Kellen Winslow

Kellen Winslow

Kellen Boswell Winslow Sr. (born November 5, 1957) is a former American professional football player in the National Football League (NFL). A member of the Pro Football Hall of Fame, he is widely recognized as one of the greatest tight ends in the league's history. Winslow played his entire NFL career from 1979 to 1987 with the San Diego Chargers after being selected in the first round of the 1979 NFL Draft. He played college football for the University of Missouri, where he was a consensus All-American. He was also inducted into the College Football Hall of Fame. Winslow is currently the athletic director at Central State University. On August 16, 2012 Winslow was announced as the new vice president for athletics and wellness at Lakeland College (Wisconsin).

Winslow did not play high school football until his senior year. Until then, he was a self-described "nerd" who played chess. He was drafted in the first round of the 1979 NFL Draft by the Chargers and played for them until 1987, when he retired from football due to injury. Winslow, as part of Air Coryell, led the NFL in receptions in 1980 and 1981, becoming the first tight end ever to lead the league in receptions in back to back seasons. He also exceeded the 1,000 yards receiving milestone in 3 different seasons, including setting an NFL single season record for receiving yards by a tight end with 1,290 yards in the 1980 season. The record stood until Rob Gronkowski totaled 1,327 in 2011. In a 1981 regular season game, Winslow tied an NFL record by catching five touchdown passes.

In a 1982 (1981 season) playoff game against the Miami Dolphins that became known as The Epic in Miami, Winslow caught a playoff record 13 passes for 166 yards and a touchdown, while also blocking a field goal with seconds remaining to send the game to overtime in one of the greatest single player efforts in NFL history. Winslow's yardage total stood as the playoff record for tight ends for 30 years until Vernon Davis's 180 yards in 2012. What made Winslow's performance all the more memorable was that fact during the game he was treated for a pinched nerve in his shoulder, dehydration, severe cramps, and received three stitches in his lower lip. After the game, a picture of Winslow being helped off the field by his teammates became an enduring image in NFL Lore.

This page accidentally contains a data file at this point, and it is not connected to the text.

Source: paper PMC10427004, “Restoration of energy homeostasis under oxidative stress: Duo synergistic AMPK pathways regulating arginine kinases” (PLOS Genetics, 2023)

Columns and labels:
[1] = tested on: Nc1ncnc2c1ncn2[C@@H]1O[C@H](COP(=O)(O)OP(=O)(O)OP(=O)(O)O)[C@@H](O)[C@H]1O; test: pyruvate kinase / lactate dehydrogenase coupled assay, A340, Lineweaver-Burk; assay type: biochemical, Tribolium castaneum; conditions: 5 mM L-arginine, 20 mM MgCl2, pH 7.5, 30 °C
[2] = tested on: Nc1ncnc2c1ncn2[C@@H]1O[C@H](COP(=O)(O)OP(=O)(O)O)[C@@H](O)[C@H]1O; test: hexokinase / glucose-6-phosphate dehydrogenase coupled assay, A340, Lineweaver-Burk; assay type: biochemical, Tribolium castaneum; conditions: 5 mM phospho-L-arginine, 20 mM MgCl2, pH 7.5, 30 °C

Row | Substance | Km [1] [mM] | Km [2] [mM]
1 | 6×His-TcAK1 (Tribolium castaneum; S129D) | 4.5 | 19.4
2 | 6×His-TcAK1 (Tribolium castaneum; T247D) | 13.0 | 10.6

Tight ends prior to Winslow were primarily blockers lined up next to an offensive lineman and ran short to medium drag routes. Winslow was put in motion so he would not be jammed at the line, or he was lined up wide or in the slot against a smaller cornerback. Former Chargers assistant coach Al Saunders said Winslow was "a wide receiver in an offensive lineman's body." Chargers head coach Don Coryell said, "If we're asking Kellen to block a defensive end and not catch passes, I'm not a very good coach Back then, defenses would cover Winslow with a strong safety or a linebacker, as zone defenses were not as popular. Strong safeties in those times were almost like another linebacker, a run defender who could not cover a tight end as fast as Winslow. Providing another defender to help the strong safety opened up other holes. Former head coach Jon Gruden called Winslow the first "joker" in the NFL. He could line up unpredictably in any formation from a three-point stance as a blocker to a two-point stance or being in motion as a receiver. Head coach Bill Belichick notes that the pass-catching tight ends who get paid the most money are "all direct descendants of Kellen Winslow" and that there are fewer tight ends now who can block on the line.

Winslow played in five Pro Bowls, was elected to the Pro Football Hall of Fame in 1995, and the College Football Hall of Fame in 2002. In his nine NFL seasons, Winslow caught 541 passes for 6,741 yards and 45 touchdowns. Kellen was a consensus All-Pro in 1980, 1981, and 1982. He is also a member of the NFL's 75th Anniversary All-Time Team. Winslow worked as a college football announcer with Fox Sports Net. In 2008, he was appointed the Athletic Director of Central State University in Ohio.

In 1999, he was ranked number 73 on The Sporting News' list of the 100 Greatest Football Players.

Read more about Kellen Winslow:  Football Family

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